John Clark wrote:
> Adrian Tymes <email@example.com> Wrote:
> > for boxes A, B, C, and D, box A has the same relationship
> >with B as it does with C and D, depending on their respective
> >settings. But that is what generates the paradox.
> I don't think that that's quite the right word, almost by definition
> "paradox" is something that can never happen and this sort of thing
> happens all the time, but it certainly is weird.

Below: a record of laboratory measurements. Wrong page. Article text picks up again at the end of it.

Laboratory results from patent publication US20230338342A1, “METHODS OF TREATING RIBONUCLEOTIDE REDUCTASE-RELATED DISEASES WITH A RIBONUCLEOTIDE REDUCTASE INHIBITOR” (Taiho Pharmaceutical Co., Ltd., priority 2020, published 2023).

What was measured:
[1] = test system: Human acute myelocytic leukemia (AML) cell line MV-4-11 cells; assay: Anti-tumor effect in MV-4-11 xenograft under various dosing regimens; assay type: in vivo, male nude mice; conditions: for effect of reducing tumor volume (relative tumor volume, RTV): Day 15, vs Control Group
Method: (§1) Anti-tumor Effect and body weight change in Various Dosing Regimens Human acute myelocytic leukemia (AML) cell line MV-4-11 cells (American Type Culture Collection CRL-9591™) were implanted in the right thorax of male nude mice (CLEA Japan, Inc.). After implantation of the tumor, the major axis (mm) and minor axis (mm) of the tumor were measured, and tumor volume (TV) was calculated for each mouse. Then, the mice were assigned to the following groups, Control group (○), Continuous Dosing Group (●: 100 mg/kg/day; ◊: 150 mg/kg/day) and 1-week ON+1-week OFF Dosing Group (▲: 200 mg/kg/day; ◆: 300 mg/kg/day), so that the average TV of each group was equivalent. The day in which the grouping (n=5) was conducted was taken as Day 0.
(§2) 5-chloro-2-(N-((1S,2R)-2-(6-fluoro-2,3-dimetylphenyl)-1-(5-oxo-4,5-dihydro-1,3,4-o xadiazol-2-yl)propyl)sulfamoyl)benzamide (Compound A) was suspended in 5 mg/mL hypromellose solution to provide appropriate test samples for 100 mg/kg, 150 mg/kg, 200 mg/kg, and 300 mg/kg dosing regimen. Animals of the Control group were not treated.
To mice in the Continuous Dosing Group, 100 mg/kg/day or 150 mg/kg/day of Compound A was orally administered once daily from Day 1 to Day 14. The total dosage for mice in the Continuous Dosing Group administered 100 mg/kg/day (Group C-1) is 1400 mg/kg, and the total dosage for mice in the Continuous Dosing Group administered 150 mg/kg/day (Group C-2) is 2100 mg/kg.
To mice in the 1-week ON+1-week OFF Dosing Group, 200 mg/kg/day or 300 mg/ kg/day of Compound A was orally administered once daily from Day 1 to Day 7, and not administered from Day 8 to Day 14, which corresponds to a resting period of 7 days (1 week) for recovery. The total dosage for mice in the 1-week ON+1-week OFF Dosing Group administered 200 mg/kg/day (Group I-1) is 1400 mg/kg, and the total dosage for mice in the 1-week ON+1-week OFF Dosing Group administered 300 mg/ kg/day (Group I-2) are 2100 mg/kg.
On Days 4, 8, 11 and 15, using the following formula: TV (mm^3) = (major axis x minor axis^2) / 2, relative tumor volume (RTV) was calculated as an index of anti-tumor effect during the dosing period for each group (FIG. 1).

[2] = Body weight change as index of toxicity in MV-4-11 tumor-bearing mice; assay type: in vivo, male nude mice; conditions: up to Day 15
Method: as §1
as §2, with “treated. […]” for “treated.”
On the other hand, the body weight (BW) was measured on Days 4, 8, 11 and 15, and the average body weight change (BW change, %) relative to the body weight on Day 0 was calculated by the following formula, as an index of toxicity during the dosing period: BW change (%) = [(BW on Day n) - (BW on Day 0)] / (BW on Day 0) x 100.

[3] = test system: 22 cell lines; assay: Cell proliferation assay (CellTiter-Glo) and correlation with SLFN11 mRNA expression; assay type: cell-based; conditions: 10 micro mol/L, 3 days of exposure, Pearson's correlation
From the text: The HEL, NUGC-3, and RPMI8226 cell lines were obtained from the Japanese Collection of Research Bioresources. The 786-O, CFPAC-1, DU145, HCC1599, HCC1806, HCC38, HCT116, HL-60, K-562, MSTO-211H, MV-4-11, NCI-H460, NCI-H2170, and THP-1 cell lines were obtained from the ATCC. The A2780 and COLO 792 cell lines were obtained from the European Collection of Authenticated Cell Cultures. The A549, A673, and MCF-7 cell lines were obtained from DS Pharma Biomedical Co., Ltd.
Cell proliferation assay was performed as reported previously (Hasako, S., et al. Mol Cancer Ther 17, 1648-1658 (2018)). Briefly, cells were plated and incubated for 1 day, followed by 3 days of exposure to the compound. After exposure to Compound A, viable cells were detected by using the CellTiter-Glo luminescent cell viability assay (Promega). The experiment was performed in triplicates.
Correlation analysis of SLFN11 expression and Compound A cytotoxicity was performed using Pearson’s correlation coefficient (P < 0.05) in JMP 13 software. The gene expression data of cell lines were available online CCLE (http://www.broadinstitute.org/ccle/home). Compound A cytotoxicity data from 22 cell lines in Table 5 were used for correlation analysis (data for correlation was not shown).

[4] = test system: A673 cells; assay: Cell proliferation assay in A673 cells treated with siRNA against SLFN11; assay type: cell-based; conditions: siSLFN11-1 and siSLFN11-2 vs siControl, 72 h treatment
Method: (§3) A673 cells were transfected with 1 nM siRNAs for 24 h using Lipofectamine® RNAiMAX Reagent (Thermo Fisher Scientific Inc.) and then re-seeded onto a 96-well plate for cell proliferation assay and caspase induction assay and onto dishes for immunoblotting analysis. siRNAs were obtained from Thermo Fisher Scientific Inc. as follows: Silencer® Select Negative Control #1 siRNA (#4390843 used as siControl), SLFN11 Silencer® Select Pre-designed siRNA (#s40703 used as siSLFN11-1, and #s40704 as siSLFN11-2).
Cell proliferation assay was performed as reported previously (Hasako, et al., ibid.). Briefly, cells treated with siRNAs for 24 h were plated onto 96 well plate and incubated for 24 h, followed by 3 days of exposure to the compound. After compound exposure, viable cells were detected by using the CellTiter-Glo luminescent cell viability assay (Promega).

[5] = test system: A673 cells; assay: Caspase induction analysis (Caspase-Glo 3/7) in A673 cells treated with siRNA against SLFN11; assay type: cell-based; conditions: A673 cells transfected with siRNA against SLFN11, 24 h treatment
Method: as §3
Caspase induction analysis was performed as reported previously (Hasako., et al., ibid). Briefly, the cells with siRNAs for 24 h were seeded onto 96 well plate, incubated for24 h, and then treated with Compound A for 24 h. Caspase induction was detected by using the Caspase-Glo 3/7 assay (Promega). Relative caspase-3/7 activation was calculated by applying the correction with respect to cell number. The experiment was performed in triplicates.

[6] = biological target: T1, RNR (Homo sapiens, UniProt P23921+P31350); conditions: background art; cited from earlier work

No, I meant "paradox" as in "something that can never happen". But, as
I said, the four-box case doesn't matter anyway...
> > Quantum effects - "spooky action at a distance" - have been
> Exactly, and the way it has been demonstrated is by a violation of Bell's
> inequality as I have described.
Ah, so the challenge then is to construct the boxes where B's output is
a function of A's, but without B having any input about A's state? Ok,
yeah, I can see where that would prove impossible. Thanks for the
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